Recent research tells us that the sound of our voices betrays clues about our age, whether we're menstruating (if we're female), our sexual behavior and our physical strength. All of these factors, evolutionary psychologists say, are indicators of her reproductive potential.
Here’s some futurey Valentine’s Day news: Future space colonists would likely be unable to procreate because of the ionizing radiation that permeates the solar system, according to a paper by NASA researchers.
Investigators at the University of Michigan's Institute for Social Research have unequivocally demonstrated that our parents often get on our nerves -- and we on theirs. "The parent-child relationship is one of the longest-lasting social ties human beings establish," said Kira Birditt, the study's lead. "This tie is often highly positive and supportive but it also commonly includes feelings of irritation, tension and ambivalence."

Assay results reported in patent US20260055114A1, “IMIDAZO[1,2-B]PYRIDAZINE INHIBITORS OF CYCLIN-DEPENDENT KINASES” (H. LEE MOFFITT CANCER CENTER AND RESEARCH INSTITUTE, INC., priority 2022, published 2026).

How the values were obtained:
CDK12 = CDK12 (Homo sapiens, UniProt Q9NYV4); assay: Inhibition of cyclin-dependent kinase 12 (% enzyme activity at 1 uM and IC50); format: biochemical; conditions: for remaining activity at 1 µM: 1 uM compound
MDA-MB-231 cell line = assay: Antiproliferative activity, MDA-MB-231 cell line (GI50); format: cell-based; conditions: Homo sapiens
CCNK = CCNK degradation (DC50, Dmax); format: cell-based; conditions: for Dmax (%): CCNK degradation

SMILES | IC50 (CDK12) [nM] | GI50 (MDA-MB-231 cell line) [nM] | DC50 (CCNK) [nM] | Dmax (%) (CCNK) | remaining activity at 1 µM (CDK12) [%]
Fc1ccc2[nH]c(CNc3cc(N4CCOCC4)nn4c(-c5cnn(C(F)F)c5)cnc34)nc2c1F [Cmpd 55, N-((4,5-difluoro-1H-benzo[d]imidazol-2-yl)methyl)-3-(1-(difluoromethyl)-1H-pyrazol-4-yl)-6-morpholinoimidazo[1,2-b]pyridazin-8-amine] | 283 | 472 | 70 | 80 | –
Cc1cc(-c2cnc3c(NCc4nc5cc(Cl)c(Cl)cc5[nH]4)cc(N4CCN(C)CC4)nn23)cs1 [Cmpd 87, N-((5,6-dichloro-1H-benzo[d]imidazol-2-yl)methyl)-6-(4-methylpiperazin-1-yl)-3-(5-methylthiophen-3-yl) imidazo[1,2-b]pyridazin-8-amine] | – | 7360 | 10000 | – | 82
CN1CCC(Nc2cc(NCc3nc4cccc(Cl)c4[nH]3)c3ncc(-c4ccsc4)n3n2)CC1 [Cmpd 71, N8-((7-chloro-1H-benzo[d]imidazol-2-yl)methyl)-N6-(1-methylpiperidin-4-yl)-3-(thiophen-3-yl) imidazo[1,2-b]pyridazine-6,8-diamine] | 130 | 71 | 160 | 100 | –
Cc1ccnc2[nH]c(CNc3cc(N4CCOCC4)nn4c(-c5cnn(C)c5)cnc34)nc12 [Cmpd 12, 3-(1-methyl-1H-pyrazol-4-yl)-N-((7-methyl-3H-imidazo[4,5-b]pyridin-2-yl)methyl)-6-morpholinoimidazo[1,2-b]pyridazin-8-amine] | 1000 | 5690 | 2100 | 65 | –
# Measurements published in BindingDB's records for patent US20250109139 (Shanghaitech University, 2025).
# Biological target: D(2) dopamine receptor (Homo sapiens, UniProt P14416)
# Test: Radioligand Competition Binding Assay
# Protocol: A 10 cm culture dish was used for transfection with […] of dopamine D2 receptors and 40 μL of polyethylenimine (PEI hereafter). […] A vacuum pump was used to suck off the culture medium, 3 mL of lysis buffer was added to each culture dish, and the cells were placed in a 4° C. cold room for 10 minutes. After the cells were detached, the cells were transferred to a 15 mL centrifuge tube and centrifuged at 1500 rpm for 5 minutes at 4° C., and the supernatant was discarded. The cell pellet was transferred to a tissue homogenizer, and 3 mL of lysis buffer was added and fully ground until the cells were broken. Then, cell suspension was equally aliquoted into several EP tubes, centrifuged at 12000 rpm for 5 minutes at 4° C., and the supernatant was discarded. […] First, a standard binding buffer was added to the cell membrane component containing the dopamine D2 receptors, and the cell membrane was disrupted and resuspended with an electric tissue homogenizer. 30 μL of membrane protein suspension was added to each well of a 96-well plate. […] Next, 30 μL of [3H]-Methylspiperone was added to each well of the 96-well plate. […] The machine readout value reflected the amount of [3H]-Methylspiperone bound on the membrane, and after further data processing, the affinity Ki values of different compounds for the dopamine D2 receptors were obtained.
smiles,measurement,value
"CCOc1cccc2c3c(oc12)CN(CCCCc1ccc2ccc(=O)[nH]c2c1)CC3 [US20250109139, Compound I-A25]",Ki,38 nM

This is strange: to predict how successful your marriage will be, take out an old yearbook picture of yourself. Are you smiling big, just like the class photographer wanted you to do? That's a good indicator that you're not going to get divorced.
Also in today's links: wolves in Montana, allergies to fruit and veggies, and more.
The cute and cuddly prairie vole, one of only a few mammals that remain monogamous for most of their lives, has long been a favorite “lab rat” for scientists studying love and attachment. Now researchers at Emory University and the University of Regensburg have found that prairie voles actually show signs of grieving—the opposite of attachment—when they’re taken away from their romantic partners.